The Economics of Writing

I have this stereotype of a writer I cling to: sitting in a small cafe for hours, hunched over a journal writing, while sipping some form of expensive hot drink from time to time (or wine, which goes better with the fact that I’d really like the cafe to be in Paris). A small part of me still believes you can’t call yourself a true writer until you do that.

As with most of my dreams, however, this one gets hit by a reality check all the time. I am your basic introvert with one quirk: I love to be in crowds. Oh, I don’t want to interact with them, at least not beyond a smile and a few words of chitchat. I think that’s why I love them. They are strangers demanding nothing more of me than basic courtesy.

And I enjoy getting out somewhere to do my writing, somewhere where I can’t see the dishes or the laundry or all the other little things that can pull me away from writing. So I keep trying to find the perfect spot to sit and write. But experience taught me small cafes have a number of limitations:

  • they are very expensive
  • most of those hot drinks they sell contain coffee
  • I hate coffee

Most of them don’t have the noise either, at least not beyond quiet, polite chatter. When I first got serious about my writing, I would sit in a local diner. It was the most creative atmosphere I’ve ever found. There were kids running around, families arguing, waitresses calling orders back. It was awesome. And it was cheap. Which was excellent because more often than not I was broke. The gas money it took to get there was about all I had to spend.

When my finances got somewhat better, I started looking for one of my dream cafes, where artists of all kind would gather and the creativity vibes would reverberate around the room. Yet the writing I did fell far short of my diner journals.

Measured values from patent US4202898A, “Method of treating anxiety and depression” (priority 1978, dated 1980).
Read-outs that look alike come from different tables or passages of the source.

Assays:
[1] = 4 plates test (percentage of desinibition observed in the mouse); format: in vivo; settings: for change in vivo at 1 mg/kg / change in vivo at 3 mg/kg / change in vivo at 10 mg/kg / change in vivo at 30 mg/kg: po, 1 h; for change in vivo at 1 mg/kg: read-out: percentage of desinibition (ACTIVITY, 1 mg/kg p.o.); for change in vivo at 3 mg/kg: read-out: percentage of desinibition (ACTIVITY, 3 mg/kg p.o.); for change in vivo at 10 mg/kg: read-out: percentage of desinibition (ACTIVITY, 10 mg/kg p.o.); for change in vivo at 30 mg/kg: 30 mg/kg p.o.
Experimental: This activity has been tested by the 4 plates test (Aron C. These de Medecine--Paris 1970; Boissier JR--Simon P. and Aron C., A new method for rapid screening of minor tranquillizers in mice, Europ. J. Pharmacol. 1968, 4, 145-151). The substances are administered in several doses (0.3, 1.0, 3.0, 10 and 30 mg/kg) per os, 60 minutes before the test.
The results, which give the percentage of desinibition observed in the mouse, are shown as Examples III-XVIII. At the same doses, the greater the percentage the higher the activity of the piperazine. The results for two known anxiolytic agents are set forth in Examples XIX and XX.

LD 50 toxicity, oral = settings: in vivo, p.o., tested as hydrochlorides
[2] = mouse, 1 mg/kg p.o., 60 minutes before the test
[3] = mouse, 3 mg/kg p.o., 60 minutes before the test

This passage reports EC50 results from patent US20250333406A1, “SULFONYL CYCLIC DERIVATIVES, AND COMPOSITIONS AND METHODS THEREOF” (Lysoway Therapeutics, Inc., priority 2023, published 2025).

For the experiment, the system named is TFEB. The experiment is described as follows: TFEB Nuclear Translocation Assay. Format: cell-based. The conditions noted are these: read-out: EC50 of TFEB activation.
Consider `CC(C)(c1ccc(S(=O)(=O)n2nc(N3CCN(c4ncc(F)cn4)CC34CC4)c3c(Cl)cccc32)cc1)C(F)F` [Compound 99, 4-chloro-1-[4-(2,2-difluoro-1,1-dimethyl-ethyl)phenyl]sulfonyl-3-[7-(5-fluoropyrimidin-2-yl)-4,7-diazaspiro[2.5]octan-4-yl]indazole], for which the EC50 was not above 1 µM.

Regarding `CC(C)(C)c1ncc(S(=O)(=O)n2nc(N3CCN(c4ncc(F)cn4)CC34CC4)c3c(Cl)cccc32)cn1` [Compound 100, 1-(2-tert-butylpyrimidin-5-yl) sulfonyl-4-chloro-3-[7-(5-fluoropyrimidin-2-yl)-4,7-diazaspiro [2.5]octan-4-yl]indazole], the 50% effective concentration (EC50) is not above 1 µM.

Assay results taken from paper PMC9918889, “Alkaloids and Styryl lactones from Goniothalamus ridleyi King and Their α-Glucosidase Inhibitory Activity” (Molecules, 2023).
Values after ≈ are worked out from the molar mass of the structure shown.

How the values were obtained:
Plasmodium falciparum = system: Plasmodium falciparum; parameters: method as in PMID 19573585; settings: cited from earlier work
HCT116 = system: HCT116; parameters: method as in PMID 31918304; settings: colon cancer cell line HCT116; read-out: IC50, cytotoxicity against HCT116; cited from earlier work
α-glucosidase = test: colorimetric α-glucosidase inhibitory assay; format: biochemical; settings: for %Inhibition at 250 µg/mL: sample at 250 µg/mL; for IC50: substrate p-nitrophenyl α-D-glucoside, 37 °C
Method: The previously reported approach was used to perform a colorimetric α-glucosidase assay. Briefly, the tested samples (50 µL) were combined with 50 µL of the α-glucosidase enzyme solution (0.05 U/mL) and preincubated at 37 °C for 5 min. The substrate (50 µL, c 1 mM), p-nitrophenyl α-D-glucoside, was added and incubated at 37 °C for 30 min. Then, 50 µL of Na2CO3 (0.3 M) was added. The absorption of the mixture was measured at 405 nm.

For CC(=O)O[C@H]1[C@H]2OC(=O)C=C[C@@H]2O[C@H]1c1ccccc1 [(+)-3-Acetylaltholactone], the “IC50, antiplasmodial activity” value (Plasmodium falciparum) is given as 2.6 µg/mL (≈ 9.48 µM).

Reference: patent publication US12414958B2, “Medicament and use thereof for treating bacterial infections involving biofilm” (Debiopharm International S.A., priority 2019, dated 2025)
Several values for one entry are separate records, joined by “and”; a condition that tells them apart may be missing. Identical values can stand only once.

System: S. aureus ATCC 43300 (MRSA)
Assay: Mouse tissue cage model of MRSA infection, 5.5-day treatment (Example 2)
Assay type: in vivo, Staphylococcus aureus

Thanks to my grandchildren, I have become well acquainted with McDonald’s. It’s full of noise of all kinds, kids running around yelling, all the things you’d think would prevent any focus on writing at all. I even got to watch two old men almost come to blows the other day.

But I’m finally ready to admit I do my best work there. And it’s cheap. I can grab a coke for a dollar, there’s an abundance of excellent character material right in front of me and as long as I don’t start a fight, they don’t appear to want to throw me out. I wonder if they have McDonald’s in Paris?

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Sometimes…

Sometimes I believe there is always a way…sometimes I wish the door would close forever. Life is a complication of choices, death a clear-cut selection.

Sometimes I think now is as good a time as any…sometimes I think yesterday was easier, it held more promise, perhaps more delusion. The truth lives more in today, taking hope in its own direction.

Sometimes there are no answers…sometimes there are no questions, simply facts. I am responsible for me, no one else, even if no one recognizes me anymore.

At this point in my life, no one seeks my heart with the intensity of a lover. Many are in my heart, but they arrived there by default or have been there so long they don’t notice its walls surrounds them anymore.

I realize day by day my heart has become a city that others inhabit but no one owns…or wants to own, at least not more than a small piece of it.

Yes, That Is A Giant Penis

prideparade1

(A rainbow-colored, glittery one at that)

I love parades. Apparently so do lots of others. Like the folks here watching the parade I went to on Saturday. I like to get out from behind my computer every once in a while, to see the “real” world so I can create realistic, “normal” characters. Just a good writing skill I’ve learned.